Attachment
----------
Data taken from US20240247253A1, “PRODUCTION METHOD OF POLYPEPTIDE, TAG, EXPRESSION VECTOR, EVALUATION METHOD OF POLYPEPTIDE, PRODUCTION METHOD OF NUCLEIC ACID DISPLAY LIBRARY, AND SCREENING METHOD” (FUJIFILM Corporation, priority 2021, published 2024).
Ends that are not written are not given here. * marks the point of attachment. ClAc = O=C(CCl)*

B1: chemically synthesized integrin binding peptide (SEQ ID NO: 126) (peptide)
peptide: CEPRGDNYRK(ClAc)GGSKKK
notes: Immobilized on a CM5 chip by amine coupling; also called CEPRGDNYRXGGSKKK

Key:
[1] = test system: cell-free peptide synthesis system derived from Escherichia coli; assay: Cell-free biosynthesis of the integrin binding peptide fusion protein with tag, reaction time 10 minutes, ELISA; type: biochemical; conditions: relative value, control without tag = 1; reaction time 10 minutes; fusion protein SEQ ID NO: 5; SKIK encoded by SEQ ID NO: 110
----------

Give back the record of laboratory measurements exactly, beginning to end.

Data taken from US20240247253A1, “PRODUCTION METHOD OF POLYPEPTIDE, TAG, EXPRESSION VECTOR, EVALUATION METHOD OF POLYPEPTIDE, PRODUCTION METHOD OF NUCLEIC ACID DISPLAY LIBRARY, AND SCREENING METHOD” (FUJIFILM Corporation, priority 2021, published 2024).
Ends that are not written are not given here. * marks the point of attachment. ClAc = O=C(CCl)*

B1: chemically synthesized integrin binding peptide (SEQ ID NO: 126) (peptide)
peptide: CEPRGDNYRK(ClAc)GGSKKK
notes: Immobilized on a CM5 chip by amine coupling; also called CEPRGDNYRXGGSKKK

Key:
[1] = test system: cell-free peptide synthesis system derived from Escherichia coli; assay: Cell-free biosynthesis of the integrin binding peptide fusion protein with tag, reaction time 10 minutes, ELISA; type: biochemical; conditions: relative value, control without tag = 1; reaction time 10 minutes; fusion protein SEQ ID NO: 5; SKIK encoded by SEQ ID NO: 110